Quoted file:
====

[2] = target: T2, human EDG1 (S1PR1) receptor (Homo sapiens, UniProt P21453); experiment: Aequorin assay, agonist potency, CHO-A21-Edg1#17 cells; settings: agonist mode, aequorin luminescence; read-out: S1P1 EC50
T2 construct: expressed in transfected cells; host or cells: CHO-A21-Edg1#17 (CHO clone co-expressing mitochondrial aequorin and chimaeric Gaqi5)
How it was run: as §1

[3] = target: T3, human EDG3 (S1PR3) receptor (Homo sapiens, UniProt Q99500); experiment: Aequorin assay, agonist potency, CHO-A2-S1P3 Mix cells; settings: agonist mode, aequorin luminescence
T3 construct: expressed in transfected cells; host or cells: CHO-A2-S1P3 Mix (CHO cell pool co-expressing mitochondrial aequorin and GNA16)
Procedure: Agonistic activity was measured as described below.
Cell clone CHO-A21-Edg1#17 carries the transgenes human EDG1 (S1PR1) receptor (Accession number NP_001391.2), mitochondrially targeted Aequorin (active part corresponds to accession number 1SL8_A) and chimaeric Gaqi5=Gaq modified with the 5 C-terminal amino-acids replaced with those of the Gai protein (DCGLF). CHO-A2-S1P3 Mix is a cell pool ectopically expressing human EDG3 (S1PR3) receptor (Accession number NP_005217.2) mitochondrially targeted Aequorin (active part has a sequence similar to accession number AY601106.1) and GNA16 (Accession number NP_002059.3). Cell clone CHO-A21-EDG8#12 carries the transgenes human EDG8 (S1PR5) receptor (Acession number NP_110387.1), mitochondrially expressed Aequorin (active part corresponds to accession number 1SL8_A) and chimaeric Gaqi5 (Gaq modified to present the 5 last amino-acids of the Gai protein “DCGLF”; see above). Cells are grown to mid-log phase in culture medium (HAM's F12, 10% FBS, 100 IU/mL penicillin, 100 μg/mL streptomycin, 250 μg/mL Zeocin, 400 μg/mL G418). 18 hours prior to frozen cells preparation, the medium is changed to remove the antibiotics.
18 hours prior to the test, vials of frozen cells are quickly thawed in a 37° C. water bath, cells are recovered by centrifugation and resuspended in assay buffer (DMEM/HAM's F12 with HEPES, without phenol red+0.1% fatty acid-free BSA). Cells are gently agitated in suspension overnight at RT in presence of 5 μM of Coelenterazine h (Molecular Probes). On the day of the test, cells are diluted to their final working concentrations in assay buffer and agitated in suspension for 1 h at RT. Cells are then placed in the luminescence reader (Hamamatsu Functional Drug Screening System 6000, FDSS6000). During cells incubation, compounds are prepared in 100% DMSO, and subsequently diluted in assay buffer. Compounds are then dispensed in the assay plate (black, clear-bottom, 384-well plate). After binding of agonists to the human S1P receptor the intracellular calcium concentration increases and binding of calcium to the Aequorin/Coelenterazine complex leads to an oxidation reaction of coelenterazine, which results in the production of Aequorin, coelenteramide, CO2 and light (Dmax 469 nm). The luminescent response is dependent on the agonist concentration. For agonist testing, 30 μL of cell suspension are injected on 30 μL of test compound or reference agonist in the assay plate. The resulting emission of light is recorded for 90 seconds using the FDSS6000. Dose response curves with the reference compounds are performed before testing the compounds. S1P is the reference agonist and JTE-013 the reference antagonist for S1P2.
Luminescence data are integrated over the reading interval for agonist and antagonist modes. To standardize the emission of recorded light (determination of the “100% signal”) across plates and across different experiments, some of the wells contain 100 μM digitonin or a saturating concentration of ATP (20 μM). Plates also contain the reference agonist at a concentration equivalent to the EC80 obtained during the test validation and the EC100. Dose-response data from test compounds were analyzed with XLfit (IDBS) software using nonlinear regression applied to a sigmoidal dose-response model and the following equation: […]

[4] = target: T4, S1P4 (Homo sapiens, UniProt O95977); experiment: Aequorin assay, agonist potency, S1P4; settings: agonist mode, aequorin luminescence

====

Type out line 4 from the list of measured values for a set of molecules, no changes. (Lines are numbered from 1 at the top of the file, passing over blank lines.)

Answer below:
[3] = target: T3, human EDG3 (S1PR3) receptor (Homo sapiens, UniProt Q99500); experiment: Aequorin assay, agonist potency, CHO-A2-S1P3 Mix cells; settings: agonist mode, aequorin luminescence